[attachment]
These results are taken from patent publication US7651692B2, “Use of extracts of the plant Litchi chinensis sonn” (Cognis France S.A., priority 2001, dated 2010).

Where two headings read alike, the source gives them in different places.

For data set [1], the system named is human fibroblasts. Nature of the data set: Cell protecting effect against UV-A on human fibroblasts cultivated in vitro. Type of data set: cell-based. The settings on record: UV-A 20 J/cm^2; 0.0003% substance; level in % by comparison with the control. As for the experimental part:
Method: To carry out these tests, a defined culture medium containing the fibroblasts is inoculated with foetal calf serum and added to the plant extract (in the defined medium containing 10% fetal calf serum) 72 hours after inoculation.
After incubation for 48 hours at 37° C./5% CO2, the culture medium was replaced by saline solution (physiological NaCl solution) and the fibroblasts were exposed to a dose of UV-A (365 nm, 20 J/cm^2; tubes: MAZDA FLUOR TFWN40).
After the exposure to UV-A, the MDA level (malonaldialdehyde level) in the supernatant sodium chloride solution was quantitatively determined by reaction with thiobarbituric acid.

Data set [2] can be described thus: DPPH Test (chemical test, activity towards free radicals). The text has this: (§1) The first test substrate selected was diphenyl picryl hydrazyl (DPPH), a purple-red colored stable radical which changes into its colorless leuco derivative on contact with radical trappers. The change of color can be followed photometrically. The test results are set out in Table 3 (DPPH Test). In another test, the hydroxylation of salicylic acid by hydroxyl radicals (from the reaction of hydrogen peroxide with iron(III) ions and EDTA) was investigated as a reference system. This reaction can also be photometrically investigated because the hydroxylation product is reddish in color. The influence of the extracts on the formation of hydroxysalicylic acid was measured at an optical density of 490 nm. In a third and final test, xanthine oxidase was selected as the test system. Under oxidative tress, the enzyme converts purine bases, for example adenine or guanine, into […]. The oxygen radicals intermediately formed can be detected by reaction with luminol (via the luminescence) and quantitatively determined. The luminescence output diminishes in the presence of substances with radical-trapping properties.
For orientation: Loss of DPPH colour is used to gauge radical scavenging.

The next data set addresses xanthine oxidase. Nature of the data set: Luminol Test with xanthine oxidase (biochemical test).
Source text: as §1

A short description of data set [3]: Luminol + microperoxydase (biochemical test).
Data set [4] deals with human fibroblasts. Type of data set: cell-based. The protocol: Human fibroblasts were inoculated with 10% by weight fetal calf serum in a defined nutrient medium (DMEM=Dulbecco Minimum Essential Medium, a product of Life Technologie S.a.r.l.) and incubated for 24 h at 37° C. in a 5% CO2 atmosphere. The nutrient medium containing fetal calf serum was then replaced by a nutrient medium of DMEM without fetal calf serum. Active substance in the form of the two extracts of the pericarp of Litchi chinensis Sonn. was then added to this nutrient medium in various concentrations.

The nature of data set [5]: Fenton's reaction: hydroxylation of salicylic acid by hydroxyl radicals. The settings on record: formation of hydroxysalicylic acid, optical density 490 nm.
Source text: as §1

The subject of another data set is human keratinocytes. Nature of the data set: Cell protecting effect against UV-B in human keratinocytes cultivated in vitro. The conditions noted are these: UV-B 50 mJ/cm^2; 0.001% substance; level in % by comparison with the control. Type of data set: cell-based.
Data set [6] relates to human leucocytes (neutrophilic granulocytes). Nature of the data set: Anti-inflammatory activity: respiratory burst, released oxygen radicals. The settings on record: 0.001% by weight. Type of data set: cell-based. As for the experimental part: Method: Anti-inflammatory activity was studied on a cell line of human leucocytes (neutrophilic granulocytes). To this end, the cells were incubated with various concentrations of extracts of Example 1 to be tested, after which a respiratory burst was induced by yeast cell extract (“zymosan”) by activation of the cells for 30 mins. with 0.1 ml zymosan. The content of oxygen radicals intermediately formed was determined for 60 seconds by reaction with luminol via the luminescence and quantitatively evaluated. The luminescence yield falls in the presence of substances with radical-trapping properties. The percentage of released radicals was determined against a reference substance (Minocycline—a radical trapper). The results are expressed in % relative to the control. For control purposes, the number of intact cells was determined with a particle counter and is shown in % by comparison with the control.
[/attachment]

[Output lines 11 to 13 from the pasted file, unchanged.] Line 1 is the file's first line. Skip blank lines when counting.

A short description of data set [3]: Luminol + microperoxydase (biochemical test).
Data set [4] deals with human fibroblasts. Type of data set: cell-based. The protocol: Human fibroblasts were inoculated with 10% by weight fetal calf serum in a defined nutrient medium (DMEM=Dulbecco Minimum Essential Medium, a product of Life Technologie S.a.r.l.) and incubated for 24 h at 37° C. in a 5% CO2 atmosphere. The nutrient medium containing fetal calf serum was then replaced by a nutrient medium of DMEM without fetal calf serum. Active substance in the form of the two extracts of the pericarp of Litchi chinensis Sonn. was then added to this nutrient medium in various concentrations.

The nature of data set [5]: Fenton's reaction: hydroxylation of salicylic acid by hydroxyl radicals. The settings on record: formation of hydroxysalicylic acid, optical density 490 nm.